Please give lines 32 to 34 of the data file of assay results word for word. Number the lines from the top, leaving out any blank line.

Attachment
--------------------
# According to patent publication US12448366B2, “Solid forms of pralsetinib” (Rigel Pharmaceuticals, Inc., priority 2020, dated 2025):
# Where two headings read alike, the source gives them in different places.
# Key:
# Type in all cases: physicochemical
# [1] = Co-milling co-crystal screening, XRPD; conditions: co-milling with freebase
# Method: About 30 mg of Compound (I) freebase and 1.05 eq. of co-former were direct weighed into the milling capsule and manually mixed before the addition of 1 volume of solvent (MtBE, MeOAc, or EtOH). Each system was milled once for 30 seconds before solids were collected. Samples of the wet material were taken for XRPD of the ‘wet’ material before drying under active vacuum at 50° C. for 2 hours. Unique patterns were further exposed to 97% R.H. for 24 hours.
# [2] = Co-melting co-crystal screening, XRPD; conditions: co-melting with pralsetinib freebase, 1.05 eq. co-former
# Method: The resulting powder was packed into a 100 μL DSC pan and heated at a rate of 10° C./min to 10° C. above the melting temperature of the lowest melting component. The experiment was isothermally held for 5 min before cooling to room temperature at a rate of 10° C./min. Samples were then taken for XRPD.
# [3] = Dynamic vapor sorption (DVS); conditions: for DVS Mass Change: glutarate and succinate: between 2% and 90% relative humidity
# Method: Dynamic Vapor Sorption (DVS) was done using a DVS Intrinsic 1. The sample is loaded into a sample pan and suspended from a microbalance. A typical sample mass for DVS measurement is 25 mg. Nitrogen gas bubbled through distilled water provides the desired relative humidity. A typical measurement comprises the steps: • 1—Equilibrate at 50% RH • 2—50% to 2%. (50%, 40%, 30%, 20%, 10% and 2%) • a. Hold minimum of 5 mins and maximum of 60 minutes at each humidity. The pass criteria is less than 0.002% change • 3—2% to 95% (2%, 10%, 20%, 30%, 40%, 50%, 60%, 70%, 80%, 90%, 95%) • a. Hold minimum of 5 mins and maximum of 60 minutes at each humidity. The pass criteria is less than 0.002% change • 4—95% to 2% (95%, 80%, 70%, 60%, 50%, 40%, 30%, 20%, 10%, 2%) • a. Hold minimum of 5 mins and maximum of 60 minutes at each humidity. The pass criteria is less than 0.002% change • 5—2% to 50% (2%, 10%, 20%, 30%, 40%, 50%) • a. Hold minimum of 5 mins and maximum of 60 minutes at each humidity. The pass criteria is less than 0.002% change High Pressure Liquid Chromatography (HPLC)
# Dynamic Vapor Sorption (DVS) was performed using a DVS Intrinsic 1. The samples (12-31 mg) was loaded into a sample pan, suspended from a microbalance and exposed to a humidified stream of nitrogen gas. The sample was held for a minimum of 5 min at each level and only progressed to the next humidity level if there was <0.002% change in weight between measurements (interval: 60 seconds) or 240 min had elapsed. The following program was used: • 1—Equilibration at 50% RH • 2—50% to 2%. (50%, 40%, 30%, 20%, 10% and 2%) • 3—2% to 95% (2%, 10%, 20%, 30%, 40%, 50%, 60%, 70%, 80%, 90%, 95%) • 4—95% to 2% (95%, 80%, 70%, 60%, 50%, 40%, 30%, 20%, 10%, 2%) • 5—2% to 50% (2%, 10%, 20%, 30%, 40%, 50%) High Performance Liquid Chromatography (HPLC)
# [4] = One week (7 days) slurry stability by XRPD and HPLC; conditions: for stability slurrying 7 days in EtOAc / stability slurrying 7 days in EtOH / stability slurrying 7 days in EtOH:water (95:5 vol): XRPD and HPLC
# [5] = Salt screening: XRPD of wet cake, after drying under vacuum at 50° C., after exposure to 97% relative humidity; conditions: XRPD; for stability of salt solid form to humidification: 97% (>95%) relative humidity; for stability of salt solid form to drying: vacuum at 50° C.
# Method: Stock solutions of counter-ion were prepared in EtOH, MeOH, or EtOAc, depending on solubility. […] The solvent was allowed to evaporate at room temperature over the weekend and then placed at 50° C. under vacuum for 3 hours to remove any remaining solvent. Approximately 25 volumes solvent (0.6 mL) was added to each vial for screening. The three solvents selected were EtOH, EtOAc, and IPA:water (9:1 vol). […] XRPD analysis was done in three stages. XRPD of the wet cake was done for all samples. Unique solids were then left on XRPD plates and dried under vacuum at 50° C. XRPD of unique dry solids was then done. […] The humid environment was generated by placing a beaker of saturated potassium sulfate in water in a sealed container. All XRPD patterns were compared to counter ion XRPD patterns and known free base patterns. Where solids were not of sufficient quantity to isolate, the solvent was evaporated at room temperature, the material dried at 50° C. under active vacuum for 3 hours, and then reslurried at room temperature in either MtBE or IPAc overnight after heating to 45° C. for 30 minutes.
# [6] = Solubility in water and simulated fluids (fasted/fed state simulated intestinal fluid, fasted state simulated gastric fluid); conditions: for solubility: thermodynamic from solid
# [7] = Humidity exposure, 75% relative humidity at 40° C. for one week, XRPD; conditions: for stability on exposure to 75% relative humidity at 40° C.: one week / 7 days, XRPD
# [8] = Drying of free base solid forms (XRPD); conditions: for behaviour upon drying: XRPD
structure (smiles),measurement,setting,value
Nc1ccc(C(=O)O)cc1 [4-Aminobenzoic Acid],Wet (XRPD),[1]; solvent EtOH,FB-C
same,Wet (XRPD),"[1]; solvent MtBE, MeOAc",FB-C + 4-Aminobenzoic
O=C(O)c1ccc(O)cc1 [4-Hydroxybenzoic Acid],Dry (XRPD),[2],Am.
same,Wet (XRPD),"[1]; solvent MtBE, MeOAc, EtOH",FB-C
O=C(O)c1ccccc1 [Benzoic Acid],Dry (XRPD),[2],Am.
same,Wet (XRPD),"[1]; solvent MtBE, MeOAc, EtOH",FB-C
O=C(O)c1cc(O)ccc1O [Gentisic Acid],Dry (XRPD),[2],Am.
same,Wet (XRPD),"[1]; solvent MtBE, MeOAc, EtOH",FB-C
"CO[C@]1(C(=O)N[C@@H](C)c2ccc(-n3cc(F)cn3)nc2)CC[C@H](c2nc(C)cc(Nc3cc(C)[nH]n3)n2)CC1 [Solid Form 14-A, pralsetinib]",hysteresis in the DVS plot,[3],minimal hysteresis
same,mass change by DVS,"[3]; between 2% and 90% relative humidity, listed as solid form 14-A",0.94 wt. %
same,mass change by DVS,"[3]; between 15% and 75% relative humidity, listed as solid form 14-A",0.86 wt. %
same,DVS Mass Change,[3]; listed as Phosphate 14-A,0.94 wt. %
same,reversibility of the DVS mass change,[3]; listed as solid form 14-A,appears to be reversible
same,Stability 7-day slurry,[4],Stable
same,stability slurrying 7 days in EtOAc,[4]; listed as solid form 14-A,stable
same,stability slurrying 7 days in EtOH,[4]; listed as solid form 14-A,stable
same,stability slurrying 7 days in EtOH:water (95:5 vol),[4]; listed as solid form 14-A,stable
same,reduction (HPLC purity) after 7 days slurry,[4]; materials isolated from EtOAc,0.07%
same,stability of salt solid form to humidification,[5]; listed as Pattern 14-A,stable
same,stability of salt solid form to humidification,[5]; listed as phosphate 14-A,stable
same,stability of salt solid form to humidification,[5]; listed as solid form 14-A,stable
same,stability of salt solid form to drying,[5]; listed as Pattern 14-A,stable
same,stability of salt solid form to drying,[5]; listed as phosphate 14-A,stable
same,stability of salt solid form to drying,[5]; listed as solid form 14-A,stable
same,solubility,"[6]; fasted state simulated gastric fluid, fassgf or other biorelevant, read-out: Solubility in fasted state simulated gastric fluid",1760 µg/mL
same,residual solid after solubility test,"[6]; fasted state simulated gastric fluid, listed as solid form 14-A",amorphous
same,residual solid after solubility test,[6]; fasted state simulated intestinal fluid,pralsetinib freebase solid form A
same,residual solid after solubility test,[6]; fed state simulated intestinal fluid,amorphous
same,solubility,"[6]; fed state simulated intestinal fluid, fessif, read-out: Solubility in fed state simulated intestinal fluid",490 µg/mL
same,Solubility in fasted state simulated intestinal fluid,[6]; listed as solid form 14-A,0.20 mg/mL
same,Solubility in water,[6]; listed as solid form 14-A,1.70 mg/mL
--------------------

same,Stability 7-day slurry,[4],Stable
same,stability slurrying 7 days in EtOAc,[4]; listed as solid form 14-A,stable
same,stability slurrying 7 days in EtOH,[4]; listed as solid form 14-A,stable